Shreveport, Hurricane Laura, Bill Cairns discussed on MSNBC Morning Joe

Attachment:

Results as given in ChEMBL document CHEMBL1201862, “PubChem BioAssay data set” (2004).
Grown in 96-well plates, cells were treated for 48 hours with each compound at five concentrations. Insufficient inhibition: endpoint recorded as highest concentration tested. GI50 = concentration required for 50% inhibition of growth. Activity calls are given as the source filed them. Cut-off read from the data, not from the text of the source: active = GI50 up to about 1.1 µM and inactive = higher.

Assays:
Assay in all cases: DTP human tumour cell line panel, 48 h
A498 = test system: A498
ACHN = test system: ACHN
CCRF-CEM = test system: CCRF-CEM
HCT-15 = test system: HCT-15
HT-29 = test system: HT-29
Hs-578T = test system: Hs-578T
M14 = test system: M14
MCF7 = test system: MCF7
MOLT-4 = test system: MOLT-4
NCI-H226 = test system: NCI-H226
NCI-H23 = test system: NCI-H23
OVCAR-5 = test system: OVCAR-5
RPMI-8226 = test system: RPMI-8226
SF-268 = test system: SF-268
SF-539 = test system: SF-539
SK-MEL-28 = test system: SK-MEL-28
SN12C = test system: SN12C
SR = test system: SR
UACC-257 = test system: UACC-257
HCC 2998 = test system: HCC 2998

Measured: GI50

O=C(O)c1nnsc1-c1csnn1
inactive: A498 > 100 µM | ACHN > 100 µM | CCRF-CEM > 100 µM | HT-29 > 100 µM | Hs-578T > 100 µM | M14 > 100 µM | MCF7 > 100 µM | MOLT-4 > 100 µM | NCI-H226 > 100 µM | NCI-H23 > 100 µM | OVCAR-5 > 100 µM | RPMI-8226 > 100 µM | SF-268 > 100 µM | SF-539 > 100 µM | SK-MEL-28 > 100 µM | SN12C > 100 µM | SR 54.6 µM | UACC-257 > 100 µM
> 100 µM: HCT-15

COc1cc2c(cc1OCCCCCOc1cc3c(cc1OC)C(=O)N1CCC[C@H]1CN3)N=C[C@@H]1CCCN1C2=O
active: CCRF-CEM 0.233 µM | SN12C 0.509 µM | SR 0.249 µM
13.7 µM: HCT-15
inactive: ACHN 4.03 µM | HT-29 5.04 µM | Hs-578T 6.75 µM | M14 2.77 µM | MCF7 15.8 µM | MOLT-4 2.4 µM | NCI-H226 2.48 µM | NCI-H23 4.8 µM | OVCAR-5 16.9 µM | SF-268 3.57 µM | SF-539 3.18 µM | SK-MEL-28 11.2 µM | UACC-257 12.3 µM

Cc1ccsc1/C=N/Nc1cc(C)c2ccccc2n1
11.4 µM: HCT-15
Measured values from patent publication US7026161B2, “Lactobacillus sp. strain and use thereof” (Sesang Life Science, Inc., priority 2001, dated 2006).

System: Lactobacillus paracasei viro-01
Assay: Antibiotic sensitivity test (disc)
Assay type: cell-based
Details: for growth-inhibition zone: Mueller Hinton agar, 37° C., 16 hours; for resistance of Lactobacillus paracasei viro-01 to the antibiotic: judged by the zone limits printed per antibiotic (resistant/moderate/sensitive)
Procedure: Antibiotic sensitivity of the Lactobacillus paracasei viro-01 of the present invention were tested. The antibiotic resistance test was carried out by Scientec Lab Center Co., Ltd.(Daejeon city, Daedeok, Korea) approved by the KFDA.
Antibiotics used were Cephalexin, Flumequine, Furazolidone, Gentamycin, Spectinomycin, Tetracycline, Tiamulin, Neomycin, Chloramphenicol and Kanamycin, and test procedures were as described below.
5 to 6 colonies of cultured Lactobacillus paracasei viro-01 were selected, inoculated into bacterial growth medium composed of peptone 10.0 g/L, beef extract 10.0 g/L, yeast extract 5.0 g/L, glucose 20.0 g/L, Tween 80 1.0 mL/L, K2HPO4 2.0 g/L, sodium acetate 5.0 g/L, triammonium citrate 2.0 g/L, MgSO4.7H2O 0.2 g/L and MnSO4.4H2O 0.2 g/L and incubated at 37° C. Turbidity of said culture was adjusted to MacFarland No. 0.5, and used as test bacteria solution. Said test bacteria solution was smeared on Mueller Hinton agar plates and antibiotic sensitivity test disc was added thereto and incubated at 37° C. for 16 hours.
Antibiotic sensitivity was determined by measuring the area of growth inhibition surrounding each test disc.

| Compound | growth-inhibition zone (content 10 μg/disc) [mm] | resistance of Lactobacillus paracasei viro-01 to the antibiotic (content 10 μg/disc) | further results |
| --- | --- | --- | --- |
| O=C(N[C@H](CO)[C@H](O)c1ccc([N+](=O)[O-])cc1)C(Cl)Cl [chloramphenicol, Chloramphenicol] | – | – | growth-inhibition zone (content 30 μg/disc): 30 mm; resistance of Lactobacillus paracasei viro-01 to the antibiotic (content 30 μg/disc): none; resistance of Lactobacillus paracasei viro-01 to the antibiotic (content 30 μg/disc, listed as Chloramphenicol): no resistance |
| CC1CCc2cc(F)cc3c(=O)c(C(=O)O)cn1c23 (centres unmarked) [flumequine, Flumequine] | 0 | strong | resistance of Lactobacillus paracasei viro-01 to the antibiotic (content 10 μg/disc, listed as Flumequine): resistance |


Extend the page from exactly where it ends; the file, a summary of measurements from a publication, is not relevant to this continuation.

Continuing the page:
All Right Hurricane Laura barreled ashore near the Texas Louisiana border around two am eastern this morning as a powerful category four storm bringing with it extreme winds storm surge and flash flooding according to the National Hurricane Center the fast-moving hurricane exploded intensity yesterday and continued to gain strength into the night. It has been downgraded to a category three storm for now good morning and welcome to morning Joe. It's Thursday August twenty seventh we're going to get. To, the storm in just a moment, we'll also go live to Jonathan Lemaire out the White House for his latest reporting and fact check of nine, nine, three of the Republican. National Convention. It was hard to keep up with all the fact checking. Also, this morning, we're going to go live to Canossa Wisconsin where we are learning more detail surrounding the shooting of Jacob Blake. We'll get the very latest on the investigation and the continued protests floss. On the seventeen year old resident charged with homicide after shooting that took place during Wednesday night's violence there, and we will discuss the wave of boycotts and postponements across the professional sports world in protest of that police shooting a lot going on Willie. It is a busy morning. Let's bring in though NBC meteorologist Bill Cairns to start us off with Hurricane Laura Bill. At this time yesterday you said you woke up and shuddered at the size and the gathering strength of this storm it delivered as a category for a couple of hours ago has it looked right now? We just got the new update infant hurricane center and we're now. Call a major hurricane. It's down to category two. So quickly losing its punch, but still doing damage far inland and when it made landfall, it was the second strongest hurricane ever recorded in Louisiana's history I mean. So that's like serious stuff and when we see the wind damage that has occurred in areas like Lake Charles later today, it'll be eye opening on me and I just saw a picture of one of the TV stations there the local stations that TV and tower has collapsed in part of the skyline there. So let me take you through some of the concerns we still have with this storm. So right now the. I what's left of the? I can still see it clearly north of Lake Charles it's heading towards four pole. That's where we're still getting destruction. That's where we're still getting some damage to roofs to all of the trees and even Alexandria the winds are really kicking up pretty strong. Here's some of our current wind gusts Alexandria forty, nine notice. We still have gusts near the I near eighty, two miles per hour. That's enough to do some significant damage. Still, we have a little over half a million people without power that number will continue to grow as the storm heads up towards shreveport and the timing for Shreveport. The closest. To, you will be about one o'clock. This afternoon you'll be on the backside. So hopefully, the winds won't be too strong right now, we're predicting the winds in shreveport to be anywhere between fifty to seventy miles per hour, and then the storm holds together as a rain and wind event through the areas of the southern Ohio Valley in the mid Atlantic Watch out on Saturday Washington DC all the way through southern portions of New Jersey we could see some gusty winds in very rainy Saturday afternoon for you, and here's those peak wind gusts center anticipated for the rest of today about doses around seventy. Shreveport sixty five or so in Little Rock, the winds will be a little lighter that willy the one thing I didn't talk a lot about and it's still kind of the mystery is how bad was the storm surge? It happened in the middle of the night it happened in a very swampy unpopulated area. There's a chance we had this epic historic storm surge, but it just didn't happen in any populated areas it happened over the swamps. So I have not seen heard any reports of destruction from the storm surge yet, but we'll wait until sun up until the helicopters get up just to make sure. All right we'll take that early good news. Bill Cairns. We'll check back in with you later again now, hurricane a category two storm Bill. Thanks so much. Let's bring in NBC. News correspondent. Sam. brockie live in Beaumont Texas East Texas near the Louisiana Border San what are you seeing on the ground right now? It's really calmed down really good morning very good to be with you. There were strong wind gusts of fifty sixty miles an hour ago as recently as about an hour ago. But now the rain really comes and the people of Beaumont have to be breathing a sigh of relief I spoke with the mayor yesterday and what he told me was Russia's airport Arthur. Expecting billions of dollars worth of damage. That's just not what materialized. You're on the weeks out of the storm what we are seeing really right now, if you look over my shoulder tons of power outages and really there's always that arbitrary nature of storms who does and does not get hit this side of the street it's all dark up and down as far as. You can see this is interstate ten over my shoulder here obviously, a major thoroughfare no lighting in that direction, you go down a few blocks and you're seeing some places that have light but twenty two range say sixty to seventy thousand customers with no power right now that's a lot of people you multiply that by three or four by the household and you're talking. About a couple, hundred, thousand people with no electricity this morning. But if that's what we're talking about instead of loss of life, certainly a better situation there the evacuation process you wouldn't think of this as a huge metropolitan area but in Beaumont, there's fifty five thousand people I should say about one, hundred, eighteen, thousand people port Arthur collectively, they have two, hundred, thousand so. How'd you be evacuated and they were successfully for the most part we talked to a few people who said I'm staying behind to ride this thing out men did they get lucky because Port Arthur is only about a mile or two from the Gulf of Mexico that could have been bad instead in this age of Covid, they were able to orchestrate all kinds of. Buses and get folks either who are experiencing disabilities or perhaps didn't have the means otherwise to leave the area to get them out in time. There was a major storm right now on this weaker side Willy we're about sixty or seventy miles away from where this made landfall it's looking okay. So far in the light of day will be able to the damage further but. Sort of a better case scenario.